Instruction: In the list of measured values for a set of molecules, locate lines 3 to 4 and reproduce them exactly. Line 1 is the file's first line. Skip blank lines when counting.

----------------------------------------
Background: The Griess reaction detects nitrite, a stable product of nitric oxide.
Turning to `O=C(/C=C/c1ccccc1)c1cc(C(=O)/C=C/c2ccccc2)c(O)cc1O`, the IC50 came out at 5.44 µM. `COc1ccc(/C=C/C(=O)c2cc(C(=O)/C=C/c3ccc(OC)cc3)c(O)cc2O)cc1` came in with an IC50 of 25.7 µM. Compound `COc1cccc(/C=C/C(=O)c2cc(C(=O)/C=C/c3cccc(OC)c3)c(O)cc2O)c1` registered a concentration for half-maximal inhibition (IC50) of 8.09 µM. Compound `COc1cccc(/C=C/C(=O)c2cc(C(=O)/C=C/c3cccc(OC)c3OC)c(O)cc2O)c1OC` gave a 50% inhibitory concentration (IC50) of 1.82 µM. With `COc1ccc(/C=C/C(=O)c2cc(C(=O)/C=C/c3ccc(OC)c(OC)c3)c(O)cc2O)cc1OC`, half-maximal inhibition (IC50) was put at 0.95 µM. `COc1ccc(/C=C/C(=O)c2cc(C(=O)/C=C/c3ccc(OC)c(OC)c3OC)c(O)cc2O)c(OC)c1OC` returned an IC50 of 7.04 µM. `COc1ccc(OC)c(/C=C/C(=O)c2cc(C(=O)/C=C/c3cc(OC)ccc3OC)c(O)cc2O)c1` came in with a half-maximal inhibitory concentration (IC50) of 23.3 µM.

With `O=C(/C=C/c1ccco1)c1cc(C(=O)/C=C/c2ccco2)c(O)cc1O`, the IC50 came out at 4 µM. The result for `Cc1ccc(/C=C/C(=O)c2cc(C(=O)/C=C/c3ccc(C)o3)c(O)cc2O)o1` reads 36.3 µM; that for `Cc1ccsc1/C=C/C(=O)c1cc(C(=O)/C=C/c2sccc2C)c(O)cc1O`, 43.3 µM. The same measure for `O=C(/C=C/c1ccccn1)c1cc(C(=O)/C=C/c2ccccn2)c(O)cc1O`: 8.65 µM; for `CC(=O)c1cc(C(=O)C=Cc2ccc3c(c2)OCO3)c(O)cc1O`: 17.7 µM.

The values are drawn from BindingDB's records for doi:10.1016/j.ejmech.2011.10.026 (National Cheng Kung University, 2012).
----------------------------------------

With `O=C(/C=C/c1ccco1)c1cc(C(=O)/C=C/c2ccco2)c(O)cc1O`, the IC50 came out at 4 µM. The result for `Cc1ccc(/C=C/C(=O)c2cc(C(=O)/C=C/c3ccc(C)o3)c(O)cc2O)o1` reads 36.3 µM; that for `Cc1ccsc1/C=C/C(=O)c1cc(C(=O)/C=C/c2sccc2C)c(O)cc1O`, 43.3 µM. The same measure for `O=C(/C=C/c1ccccn1)c1cc(C(=O)/C=C/c2ccccn2)c(O)cc1O`: 8.65 µM; for `CC(=O)c1cc(C(=O)C=Cc2ccc3c(c2)OCO3)c(O)cc1O`: 17.7 µM.

The values are drawn from BindingDB's records for doi:10.1016/j.ejmech.2011.10.026 (National Cheng Kung University, 2012).